The concept of self-care has changed a lot for most people over the years - for me, certainly.
Self-care used to be solely about getting my hands on a bottle of liquor, and, if I was lucky, a gram or two of coke to go with it. Not that the coke did much for me, to be honest - it was just there to perk me up, and allow me to drink a little longer. Maybe long enough that I’d be looking for the next bottle that came after. That was my idea of “self-care” in the proverbial nutshell.
Fortunately, however, other things tend to change over the years, too, like your face, your dreams (if you had any in the first place), and, again if luck plays a part, your direction.
For many years, my direction was anywhere that led to that next bottle, and, over time, it slowly dawned on me (forgive me, but I wasn’t in a particularly “intellectual space” back then) that whatever direction I ended up taking, every one of them was headed down, a little round and around, too, yes, but mostly down, down, and down.
Until, one day, my self-care suddenly became another’s responsibility - a close friend who’d had enough of seeing me drunk 24/7, arrogant, alone, and always, always angry, and who chose to do something practical about it. Along with her father, they drove me into the next state, to an alcohol rehab in Colorado that pretty much took my direction at that time in a complete 180-degree turn.
“Reinvent yourself over and over and over and over and over until you find home. There is no timeline for the soul.”
- Malebo Sephodi (Lioness), South African award-winning author
That’s why I’m sitting here, writing this. If it wasn’t for my friend, I doubt I’d be here - period.
Alcohol rehab taught me many things, including how to write what I feel down in a journal every single day - a practice I still continue now, and a significant part of my own ongoing self-care. One of our many topics of discussion during rehab was how to look after ourselves and our own self-interests, ie. our continued recovery - self-care and me-time being essential elements of this.
If you are new to a life in addiction recovery, do not fear. Life is far, far improved (removed, even) a million times over from your days of scratching around for the money to your next bottle or your next fix, and, if you had no money, begging, borrowing, or just plain stealing to get your hands on it.
Life stays improved as long, of course, that you look after and care for yourself - self-care. To assist you in this brave new world you’ve now become a part of is this: Your “4 Ways to Ensure Your Self-Care & Me-Time in Recovery”:
So, to begin, what exactly is self-care?...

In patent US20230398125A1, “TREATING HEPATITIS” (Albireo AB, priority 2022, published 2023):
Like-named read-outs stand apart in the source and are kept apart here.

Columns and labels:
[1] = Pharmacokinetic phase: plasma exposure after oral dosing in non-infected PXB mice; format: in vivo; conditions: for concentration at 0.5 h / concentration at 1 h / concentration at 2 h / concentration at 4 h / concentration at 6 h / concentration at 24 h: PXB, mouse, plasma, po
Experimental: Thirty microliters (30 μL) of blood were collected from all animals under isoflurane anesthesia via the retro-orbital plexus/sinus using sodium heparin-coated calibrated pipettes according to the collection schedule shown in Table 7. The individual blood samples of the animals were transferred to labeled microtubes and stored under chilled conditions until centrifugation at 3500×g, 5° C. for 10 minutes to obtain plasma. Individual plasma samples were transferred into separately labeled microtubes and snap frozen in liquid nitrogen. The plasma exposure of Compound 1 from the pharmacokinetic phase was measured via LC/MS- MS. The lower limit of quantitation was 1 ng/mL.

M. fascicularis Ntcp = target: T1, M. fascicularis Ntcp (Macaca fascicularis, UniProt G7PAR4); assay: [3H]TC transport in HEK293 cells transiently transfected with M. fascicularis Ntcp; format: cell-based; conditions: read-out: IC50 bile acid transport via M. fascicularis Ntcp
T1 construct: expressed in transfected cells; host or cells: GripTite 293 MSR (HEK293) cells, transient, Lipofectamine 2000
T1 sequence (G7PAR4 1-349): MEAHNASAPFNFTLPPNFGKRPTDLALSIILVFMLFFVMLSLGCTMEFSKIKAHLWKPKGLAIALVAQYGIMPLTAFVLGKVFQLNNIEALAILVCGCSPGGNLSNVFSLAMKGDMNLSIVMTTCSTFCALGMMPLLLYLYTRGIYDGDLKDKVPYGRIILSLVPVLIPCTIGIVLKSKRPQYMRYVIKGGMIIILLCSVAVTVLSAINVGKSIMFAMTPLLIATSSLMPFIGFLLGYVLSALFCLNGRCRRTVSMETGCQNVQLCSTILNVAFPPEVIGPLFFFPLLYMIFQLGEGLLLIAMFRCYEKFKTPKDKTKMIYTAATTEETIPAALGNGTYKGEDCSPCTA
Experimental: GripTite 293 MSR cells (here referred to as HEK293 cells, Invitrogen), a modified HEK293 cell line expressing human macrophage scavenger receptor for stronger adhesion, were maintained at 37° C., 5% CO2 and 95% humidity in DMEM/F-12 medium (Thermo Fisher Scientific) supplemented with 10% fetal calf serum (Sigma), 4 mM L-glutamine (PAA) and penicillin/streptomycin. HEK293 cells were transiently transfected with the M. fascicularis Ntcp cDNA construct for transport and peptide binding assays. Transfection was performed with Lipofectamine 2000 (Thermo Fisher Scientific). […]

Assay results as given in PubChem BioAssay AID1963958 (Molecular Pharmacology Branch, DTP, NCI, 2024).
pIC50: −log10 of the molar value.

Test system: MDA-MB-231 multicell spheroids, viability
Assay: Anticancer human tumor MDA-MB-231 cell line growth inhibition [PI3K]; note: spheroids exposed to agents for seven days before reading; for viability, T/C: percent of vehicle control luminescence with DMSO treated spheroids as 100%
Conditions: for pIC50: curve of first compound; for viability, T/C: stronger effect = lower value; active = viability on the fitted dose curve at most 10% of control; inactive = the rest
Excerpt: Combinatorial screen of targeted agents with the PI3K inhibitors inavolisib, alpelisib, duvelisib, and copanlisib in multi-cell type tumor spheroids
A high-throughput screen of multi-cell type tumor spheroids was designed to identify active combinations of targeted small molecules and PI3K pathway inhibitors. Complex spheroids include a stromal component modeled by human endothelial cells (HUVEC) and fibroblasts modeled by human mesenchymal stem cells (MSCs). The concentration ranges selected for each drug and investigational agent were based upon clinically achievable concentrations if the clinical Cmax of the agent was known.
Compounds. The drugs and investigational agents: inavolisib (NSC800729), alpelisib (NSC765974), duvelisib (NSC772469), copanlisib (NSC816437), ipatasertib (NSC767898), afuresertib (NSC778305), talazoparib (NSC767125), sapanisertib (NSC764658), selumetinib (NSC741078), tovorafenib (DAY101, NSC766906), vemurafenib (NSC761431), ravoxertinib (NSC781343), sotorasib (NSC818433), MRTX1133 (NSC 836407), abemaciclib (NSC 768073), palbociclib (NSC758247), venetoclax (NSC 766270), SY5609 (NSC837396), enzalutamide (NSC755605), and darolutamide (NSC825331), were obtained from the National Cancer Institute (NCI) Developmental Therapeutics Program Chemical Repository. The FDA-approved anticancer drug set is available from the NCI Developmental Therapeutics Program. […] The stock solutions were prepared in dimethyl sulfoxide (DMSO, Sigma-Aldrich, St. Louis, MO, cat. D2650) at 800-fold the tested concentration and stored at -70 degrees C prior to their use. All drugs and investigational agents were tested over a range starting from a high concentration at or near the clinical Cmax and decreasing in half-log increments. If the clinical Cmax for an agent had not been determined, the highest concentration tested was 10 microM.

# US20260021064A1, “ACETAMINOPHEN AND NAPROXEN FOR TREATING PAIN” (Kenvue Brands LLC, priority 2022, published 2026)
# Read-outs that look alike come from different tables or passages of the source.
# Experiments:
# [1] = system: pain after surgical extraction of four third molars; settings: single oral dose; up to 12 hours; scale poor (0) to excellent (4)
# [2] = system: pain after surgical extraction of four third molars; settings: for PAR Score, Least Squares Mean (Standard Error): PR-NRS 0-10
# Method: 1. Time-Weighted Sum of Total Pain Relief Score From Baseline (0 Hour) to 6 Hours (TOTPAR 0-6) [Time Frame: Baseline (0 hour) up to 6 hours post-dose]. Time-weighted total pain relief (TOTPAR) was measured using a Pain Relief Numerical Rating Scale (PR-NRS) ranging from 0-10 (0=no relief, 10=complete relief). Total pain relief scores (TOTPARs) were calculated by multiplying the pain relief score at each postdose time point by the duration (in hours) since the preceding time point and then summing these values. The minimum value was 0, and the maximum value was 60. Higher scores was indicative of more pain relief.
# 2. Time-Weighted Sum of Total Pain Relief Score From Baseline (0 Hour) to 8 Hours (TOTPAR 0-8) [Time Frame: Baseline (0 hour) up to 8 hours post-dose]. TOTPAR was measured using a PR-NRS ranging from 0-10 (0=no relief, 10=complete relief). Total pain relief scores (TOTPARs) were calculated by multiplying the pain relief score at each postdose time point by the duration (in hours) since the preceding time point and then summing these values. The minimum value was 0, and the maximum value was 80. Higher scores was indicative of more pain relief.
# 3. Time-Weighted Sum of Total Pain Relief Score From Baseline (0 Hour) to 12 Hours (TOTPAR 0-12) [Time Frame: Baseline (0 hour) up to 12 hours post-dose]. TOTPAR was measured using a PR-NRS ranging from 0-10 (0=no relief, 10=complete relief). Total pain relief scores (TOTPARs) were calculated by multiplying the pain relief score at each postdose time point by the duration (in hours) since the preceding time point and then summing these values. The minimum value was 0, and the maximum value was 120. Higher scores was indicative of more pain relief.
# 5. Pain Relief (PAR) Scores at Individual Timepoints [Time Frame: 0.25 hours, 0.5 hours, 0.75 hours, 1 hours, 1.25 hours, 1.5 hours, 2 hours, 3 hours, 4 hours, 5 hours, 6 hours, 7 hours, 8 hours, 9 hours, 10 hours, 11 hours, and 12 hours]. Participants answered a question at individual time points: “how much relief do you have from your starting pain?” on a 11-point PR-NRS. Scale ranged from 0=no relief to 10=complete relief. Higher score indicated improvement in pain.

Self-care, in essence, is the mindful taking of time to pay attention to you and your physical, mental and spiritual health, not in a narcissistic way, but in a way that ensures that you are being cared for by you.
Put that definition into the context of addiction recovery, and, if you are actively engaged in self-care, you are providing yourself with the coping mechanisms and tools you need to not only stay sober, but to maintain a happy, full, and healthy way of life.
You can do this many ways, but here are 4 particular choices that are particularly useful and, as an added bonus, enjoyable:
1. Stay Mindful & Live Right Now
You may have already heard about mindfulness if you’re in addiction recovery. Mindfulness is the practice of “living in the moment” - being focused on your physical and mental state, your sensations and your feelings. Staying in the moment can be difficult, but it gives you a chance to get in touch with yourself, and how you really are. Furthermore, it can allow you to explore and understand those emotions and thoughts that you were always self-medicating against in active addiction.
2. Life Balance: The Only Equation
When you first begin your recovery, it can be easy to keep yourself constantly distracted, avoiding the cravings to use drugs or alcohol once again. Some do it by throwing themselves into their work, or going to every 12-Step meeting under the sun. Yes, it might keep you sober, but it won’t keep you sane. Life is an equation that has to balance. Finding your own healthy balance between work, social life, and recovery activities may feel hard at first, but it is possible.
An intrinsic part of this is setting yourself boundaries. For example, self-care is about protecting you and your recovery. Being open about the fact that you’re living a substance-free lifestyle is vital because it lets people around you know what your boundaries are. You need boundaries for who you spend time with, where you go, and what you do to ensure you don’t open up the possibility of a relapse.
3. Connect with Others in Recovery
As the coronavirus has shown us clearly, isolation and solitude is not good for our mental health. Addiction, depression, anxiety, and other mental health issues can all thrive, and become far worse, if you live a solitary life. So, it’s highly important to find friends, family, groups, such as 12-Step fellowships, and even your personal therapist or counselor, that will help you up in your recovery - these individuals are your necessary support network.
4. Spend Time with You
However, being around people 100% all the time is not going to help you in the long-term. While connecting with other people is important, it’s equally as important to take time to just be with yourself - your essential me-time. At first, it can be challenging to be alone, but it is this time alone that will eventually become time that you really value.
It’s a time for important reflection, to write in a journal about your feelings and thoughts, to engage in your hobbies, to listen to music, to express yourself through art, to practice your mindfulness or other relation technique, or anything else that makes your me-time quintessentially yours.
Best wishes for your continued recovery.